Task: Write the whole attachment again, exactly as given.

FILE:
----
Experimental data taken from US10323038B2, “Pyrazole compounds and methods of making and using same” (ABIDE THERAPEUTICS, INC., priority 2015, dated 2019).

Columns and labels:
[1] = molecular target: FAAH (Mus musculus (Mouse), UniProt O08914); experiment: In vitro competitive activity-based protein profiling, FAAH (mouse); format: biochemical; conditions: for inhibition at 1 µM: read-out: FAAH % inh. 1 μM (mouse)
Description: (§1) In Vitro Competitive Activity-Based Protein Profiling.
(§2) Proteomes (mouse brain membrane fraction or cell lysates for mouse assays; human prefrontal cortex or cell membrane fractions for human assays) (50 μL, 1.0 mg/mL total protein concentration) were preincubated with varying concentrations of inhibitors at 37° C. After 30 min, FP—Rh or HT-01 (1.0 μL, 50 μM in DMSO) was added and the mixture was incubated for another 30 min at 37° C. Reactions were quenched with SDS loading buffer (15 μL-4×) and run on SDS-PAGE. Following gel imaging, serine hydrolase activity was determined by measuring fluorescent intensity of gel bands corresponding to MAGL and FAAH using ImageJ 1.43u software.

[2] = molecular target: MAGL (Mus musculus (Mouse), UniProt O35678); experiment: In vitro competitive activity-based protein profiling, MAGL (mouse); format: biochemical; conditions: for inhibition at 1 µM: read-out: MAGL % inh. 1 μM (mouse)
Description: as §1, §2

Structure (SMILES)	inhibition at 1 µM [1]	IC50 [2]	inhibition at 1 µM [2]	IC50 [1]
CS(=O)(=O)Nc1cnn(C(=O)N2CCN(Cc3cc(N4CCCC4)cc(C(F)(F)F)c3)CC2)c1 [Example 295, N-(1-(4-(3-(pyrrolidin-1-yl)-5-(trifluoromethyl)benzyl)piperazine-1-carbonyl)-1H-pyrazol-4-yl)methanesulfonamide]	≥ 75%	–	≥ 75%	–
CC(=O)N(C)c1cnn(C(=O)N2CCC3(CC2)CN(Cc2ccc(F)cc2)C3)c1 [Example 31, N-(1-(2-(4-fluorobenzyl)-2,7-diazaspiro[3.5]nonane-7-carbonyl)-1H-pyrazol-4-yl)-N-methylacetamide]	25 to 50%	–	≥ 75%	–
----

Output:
Experimental data taken from US10323038B2, “Pyrazole compounds and methods of making and using same” (ABIDE THERAPEUTICS, INC., priority 2015, dated 2019).

Columns and labels:
[1] = molecular target: FAAH (Mus musculus (Mouse), UniProt O08914); experiment: In vitro competitive activity-based protein profiling, FAAH (mouse); format: biochemical; conditions: for inhibition at 1 µM: read-out: FAAH % inh. 1 μM (mouse)
Description: (§1) In Vitro Competitive Activity-Based Protein Profiling.
(§2) Proteomes (mouse brain membrane fraction or cell lysates for mouse assays; human prefrontal cortex or cell membrane fractions for human assays) (50 μL, 1.0 mg/mL total protein concentration) were preincubated with varying concentrations of inhibitors at 37° C. After 30 min, FP—Rh or HT-01 (1.0 μL, 50 μM in DMSO) was added and the mixture was incubated for another 30 min at 37° C. Reactions were quenched with SDS loading buffer (15 μL-4×) and run on SDS-PAGE. Following gel imaging, serine hydrolase activity was determined by measuring fluorescent intensity of gel bands corresponding to MAGL and FAAH using ImageJ 1.43u software.

[2] = molecular target: MAGL (Mus musculus (Mouse), UniProt O35678); experiment: In vitro competitive activity-based protein profiling, MAGL (mouse); format: biochemical; conditions: for inhibition at 1 µM: read-out: MAGL % inh. 1 μM (mouse)
Description: as §1, §2

Structure (SMILES)	inhibition at 1 µM [1]	IC50 [2]	inhibition at 1 µM [2]	IC50 [1]
CS(=O)(=O)Nc1cnn(C(=O)N2CCN(Cc3cc(N4CCCC4)cc(C(F)(F)F)c3)CC2)c1 [Example 295, N-(1-(4-(3-(pyrrolidin-1-yl)-5-(trifluoromethyl)benzyl)piperazine-1-carbonyl)-1H-pyrazol-4-yl)methanesulfonamide]	≥ 75%	–	≥ 75%	–
CC(=O)N(C)c1cnn(C(=O)N2CCC3(CC2)CN(Cc2ccc(F)cc2)C3)c1 [Example 31, N-(1-(2-(4-fluorobenzyl)-2,7-diazaspiro[3.5]nonane-7-carbonyl)-1H-pyrazol-4-yl)-N-methylacetamide]	25 to 50%	–	≥ 75%	–